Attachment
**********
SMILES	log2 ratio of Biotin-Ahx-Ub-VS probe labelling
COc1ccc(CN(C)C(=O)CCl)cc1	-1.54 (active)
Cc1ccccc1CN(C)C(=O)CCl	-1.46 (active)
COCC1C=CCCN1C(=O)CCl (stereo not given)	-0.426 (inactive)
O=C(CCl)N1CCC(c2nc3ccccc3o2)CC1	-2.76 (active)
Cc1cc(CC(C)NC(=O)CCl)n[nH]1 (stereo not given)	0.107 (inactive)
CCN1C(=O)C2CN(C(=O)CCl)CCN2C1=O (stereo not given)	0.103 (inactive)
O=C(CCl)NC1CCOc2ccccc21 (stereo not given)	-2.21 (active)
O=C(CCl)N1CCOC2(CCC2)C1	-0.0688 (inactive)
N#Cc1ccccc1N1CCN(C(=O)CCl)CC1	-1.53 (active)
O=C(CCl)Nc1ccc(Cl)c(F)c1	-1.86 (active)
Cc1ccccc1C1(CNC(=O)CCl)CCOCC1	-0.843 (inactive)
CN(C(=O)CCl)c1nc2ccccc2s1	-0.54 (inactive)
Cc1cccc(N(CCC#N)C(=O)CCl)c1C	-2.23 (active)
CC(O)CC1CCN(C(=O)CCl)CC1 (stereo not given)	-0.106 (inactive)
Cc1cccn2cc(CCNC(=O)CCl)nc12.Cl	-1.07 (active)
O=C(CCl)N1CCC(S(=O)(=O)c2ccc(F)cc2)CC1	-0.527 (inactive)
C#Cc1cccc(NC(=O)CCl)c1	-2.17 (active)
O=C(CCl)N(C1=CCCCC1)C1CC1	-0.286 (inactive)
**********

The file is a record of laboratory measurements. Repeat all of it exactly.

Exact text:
SMILES	log2 ratio of Biotin-Ahx-Ub-VS probe labelling
COc1ccc(CN(C)C(=O)CCl)cc1	-1.54 (active)
Cc1ccccc1CN(C)C(=O)CCl	-1.46 (active)
COCC1C=CCCN1C(=O)CCl (stereo not given)	-0.426 (inactive)
O=C(CCl)N1CCC(c2nc3ccccc3o2)CC1	-2.76 (active)
Cc1cc(CC(C)NC(=O)CCl)n[nH]1 (stereo not given)	0.107 (inactive)
CCN1C(=O)C2CN(C(=O)CCl)CCN2C1=O (stereo not given)	0.103 (inactive)
O=C(CCl)NC1CCOc2ccccc21 (stereo not given)	-2.21 (active)
O=C(CCl)N1CCOC2(CCC2)C1	-0.0688 (inactive)
N#Cc1ccccc1N1CCN(C(=O)CCl)CC1	-1.53 (active)
O=C(CCl)Nc1ccc(Cl)c(F)c1	-1.86 (active)
Cc1ccccc1C1(CNC(=O)CCl)CCOCC1	-0.843 (inactive)
CN(C(=O)CCl)c1nc2ccccc2s1	-0.54 (inactive)
Cc1cccc(N(CCC#N)C(=O)CCl)c1C	-2.23 (active)
CC(O)CC1CCN(C(=O)CCl)CC1 (stereo not given)	-0.106 (inactive)
Cc1cccn2cc(CCNC(=O)CCl)nc12.Cl	-1.07 (active)
O=C(CCl)N1CCC(S(=O)(=O)c2ccc(F)cc2)CC1	-0.527 (inactive)
C#Cc1cccc(NC(=O)CCl)c1	-2.17 (active)
O=C(CCl)N(C1=CCCCC1)C1CC1	-0.286 (inactive)